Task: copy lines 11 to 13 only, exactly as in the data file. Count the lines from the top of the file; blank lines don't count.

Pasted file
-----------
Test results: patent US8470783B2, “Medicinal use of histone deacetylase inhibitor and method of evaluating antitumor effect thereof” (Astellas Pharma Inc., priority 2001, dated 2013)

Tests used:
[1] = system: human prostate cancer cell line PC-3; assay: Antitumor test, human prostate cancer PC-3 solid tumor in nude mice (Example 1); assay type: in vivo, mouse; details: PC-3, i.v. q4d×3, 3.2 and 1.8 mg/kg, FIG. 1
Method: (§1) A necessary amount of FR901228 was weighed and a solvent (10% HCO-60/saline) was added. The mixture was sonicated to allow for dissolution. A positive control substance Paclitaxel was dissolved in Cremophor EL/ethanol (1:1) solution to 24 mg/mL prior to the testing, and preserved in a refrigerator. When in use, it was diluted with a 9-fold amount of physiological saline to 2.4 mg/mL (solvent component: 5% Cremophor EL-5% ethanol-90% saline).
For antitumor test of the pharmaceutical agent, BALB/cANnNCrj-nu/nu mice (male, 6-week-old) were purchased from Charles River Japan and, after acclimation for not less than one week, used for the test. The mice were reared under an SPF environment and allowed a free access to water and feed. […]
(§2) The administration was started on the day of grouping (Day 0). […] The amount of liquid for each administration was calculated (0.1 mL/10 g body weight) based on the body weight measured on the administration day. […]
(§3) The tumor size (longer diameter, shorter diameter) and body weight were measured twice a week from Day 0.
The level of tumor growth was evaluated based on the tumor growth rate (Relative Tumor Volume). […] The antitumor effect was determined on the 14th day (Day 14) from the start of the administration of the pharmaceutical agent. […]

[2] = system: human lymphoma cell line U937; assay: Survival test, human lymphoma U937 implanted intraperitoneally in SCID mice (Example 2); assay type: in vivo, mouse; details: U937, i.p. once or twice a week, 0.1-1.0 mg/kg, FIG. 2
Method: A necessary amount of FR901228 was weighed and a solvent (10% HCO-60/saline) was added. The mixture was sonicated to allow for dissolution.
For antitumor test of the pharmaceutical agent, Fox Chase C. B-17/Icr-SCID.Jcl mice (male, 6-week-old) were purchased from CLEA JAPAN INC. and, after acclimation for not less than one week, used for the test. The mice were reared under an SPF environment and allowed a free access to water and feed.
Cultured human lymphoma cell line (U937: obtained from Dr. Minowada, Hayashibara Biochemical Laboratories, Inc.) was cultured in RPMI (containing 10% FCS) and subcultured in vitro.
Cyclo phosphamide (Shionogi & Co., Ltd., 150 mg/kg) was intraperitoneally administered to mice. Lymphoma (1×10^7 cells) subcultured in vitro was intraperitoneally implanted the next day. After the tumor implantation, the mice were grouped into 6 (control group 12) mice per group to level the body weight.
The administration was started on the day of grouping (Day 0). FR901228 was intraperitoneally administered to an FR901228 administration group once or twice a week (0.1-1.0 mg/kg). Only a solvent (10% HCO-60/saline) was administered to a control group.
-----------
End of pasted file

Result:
For antitumor test of the pharmaceutical agent, Fox Chase C. B-17/Icr-SCID.Jcl mice (male, 6-week-old) were purchased from CLEA JAPAN INC. and, after acclimation for not less than one week, used for the test. The mice were reared under an SPF environment and allowed a free access to water and feed.
Cultured human lymphoma cell line (U937: obtained from Dr. Minowada, Hayashibara Biochemical Laboratories, Inc.) was cultured in RPMI (containing 10% FCS) and subcultured in vitro.
Cyclo phosphamide (Shionogi & Co., Ltd., 150 mg/kg) was intraperitoneally administered to mice. Lymphoma (1×10^7 cells) subcultured in vitro was intraperitoneally implanted the next day. After the tumor implantation, the mice were grouped into 6 (control group 12) mice per group to level the body weight.